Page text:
What we have here is a classic Film Noir Private Eye drama.
At least if you ignore the fact that this is a science fiction film.
Now this is hardly a unique combination — Blade Runner did it back in the Eighties — and did it better than anyone else has since.
However, Reminiscence sets its Noir story in a world where the cities are flooded, and the general public is threatening to turn against the elites.
Nick Bannister (Hugh Jackman) is a Private Eye of sorts in this world, an expert in helping people to find lost things. He explores their memories with the help of a machine originally built to interrogate prisoners.
Unfortunately, he falls for the mysterious singer Mae (Rebecca Ferguson). He enjoys a blissful time with her for a little while — but then she disappears mysteriously.
However, when he discovers her lurking in the memory of the gangster he’s questioning with the memory machine, he launches an all-out investigation on his own to find her, an investigation which drives away his friends and leaves him alone against his powerful enemies…
This is, in fact, a beautiful film with a great look. It may not be as dense and dramatic a future as in Blade Runner: instead it comes across as a bit too much like the real world only with added flood waters — and, for goodness sakes, it looks so very digital. But we do get a lot of smokey lighting indoors and sunny Florida outdoors.
I’ll admit that I’m not exactly convinced by their image of people just living their lives in the flooded buildings — after all, one doubts that they would remain standing in any sort of condition once exposed to the pounding of the sea and the tides — but it is a lovely image and one is often struck by the beauty of scenes, like a flooded concert hall, which our minds keep trying to remind us are just absurd.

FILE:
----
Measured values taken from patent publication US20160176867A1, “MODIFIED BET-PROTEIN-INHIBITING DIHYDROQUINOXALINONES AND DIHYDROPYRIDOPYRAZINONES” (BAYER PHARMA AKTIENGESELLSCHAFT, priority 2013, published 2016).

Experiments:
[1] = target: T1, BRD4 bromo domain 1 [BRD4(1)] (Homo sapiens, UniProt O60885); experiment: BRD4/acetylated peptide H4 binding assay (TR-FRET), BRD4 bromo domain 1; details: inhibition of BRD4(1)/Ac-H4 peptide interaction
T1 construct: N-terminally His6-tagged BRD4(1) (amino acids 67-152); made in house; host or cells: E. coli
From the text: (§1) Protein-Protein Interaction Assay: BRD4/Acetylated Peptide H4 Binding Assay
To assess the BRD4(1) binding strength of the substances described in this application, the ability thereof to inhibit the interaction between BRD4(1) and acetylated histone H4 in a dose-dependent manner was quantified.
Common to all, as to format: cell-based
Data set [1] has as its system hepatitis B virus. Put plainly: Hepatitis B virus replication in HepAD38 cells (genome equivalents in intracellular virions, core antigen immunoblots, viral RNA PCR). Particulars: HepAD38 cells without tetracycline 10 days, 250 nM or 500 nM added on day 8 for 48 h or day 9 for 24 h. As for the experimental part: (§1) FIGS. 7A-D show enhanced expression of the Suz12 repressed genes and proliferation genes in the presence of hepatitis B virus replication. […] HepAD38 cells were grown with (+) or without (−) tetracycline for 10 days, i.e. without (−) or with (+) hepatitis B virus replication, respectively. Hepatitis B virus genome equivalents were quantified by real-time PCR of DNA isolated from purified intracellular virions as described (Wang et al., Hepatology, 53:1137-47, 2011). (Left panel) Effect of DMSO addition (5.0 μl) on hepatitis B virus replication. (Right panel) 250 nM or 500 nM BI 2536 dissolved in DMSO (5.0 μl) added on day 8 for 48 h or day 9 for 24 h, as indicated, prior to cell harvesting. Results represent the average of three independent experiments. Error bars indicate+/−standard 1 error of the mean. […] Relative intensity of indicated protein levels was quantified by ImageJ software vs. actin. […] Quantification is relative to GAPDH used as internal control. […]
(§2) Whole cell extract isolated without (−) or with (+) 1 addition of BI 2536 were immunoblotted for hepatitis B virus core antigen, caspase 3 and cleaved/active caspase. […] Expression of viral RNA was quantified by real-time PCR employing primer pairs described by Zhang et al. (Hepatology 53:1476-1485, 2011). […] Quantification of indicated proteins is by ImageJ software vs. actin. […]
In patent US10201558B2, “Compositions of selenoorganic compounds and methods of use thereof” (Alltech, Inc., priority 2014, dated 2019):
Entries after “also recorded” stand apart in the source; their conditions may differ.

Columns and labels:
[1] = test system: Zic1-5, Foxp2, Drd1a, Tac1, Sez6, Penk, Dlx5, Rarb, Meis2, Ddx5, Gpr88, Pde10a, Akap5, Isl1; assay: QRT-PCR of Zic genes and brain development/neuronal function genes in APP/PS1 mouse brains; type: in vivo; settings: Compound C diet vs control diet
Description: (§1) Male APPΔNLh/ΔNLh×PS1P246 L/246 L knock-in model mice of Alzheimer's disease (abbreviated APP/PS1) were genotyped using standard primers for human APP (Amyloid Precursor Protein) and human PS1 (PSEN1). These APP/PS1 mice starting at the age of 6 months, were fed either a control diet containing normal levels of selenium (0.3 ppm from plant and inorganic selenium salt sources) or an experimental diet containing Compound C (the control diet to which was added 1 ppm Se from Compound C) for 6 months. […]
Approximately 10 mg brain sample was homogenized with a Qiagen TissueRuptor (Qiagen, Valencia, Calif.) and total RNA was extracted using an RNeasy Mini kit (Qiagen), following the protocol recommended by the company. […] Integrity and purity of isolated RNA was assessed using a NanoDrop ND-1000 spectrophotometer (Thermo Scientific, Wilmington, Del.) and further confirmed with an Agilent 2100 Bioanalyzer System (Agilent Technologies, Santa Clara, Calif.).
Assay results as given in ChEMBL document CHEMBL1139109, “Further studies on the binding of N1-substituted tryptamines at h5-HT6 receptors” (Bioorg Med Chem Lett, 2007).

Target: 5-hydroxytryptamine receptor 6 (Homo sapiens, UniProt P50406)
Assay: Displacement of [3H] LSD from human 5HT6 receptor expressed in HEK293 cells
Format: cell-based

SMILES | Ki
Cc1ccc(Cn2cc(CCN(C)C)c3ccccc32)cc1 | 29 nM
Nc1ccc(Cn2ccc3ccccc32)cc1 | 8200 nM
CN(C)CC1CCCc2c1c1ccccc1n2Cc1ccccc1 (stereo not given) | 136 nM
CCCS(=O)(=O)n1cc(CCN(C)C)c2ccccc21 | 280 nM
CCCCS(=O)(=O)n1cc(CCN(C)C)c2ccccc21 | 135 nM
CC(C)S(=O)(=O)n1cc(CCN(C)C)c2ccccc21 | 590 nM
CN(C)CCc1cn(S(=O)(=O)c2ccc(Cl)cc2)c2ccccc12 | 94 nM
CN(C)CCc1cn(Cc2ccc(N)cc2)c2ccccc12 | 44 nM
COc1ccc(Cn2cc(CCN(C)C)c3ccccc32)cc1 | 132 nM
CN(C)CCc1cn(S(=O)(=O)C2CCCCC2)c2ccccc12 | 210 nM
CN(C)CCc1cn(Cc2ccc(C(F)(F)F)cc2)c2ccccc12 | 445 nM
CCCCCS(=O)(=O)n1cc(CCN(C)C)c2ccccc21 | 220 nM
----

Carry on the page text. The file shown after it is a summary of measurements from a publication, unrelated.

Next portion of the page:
Hugh Jackman is quite good here, playing a man who is haunted by what he did in the past, and who is comfortable in his little niche in life until Mae comes along and jolts him out of it.
However, I’m not certain that Reminiscence really works as Film Noir. It has many of the right elements, but at the end it shies away from the darkness that is the heart of the true Noir.
Or, to put it another way, the Romance elements are far more important than the Noir ones. Although, to be fair, as much as Noir is a genre about doomed men in search of dangerous women, a lot of stories do let the hero off the hook, or try to rehabilitate the deadly dame.
But not the Noirest of the Noir, those based on the works of authors like David Goodis, James M. Cain or Jim Thompson.
Mind you, the massive gunfight at about the half-way mark doesn’t fit the Film Noir Gumshoe particularly well, either: Noir is meant to be tense and uncertain but violence has a cathartic effect that relieves those tensions. Which is why so many Noir films keep the violence to a minimum and only ever let it out in short bursts.
I also need to grumble that they apparently borrowed what I personally consider one of the worst movie endings ever from a certain Steven Spielberg film — which can also be found in a certain Indie film from a few years back. I suppose it is offered as less of a happy ending here, but in context it seems even darker — and far more foolish.
It certainly doesn’t sound at all satisfying.
Still, Reminiscence is a fairly strong effort, with a certain beauty to its world, an interesting plot and a few well fleshed out characters.
Well, mostly Nick.
It’s an impressive, well-made and very watchable film.
Although it may not be entirely satisfying…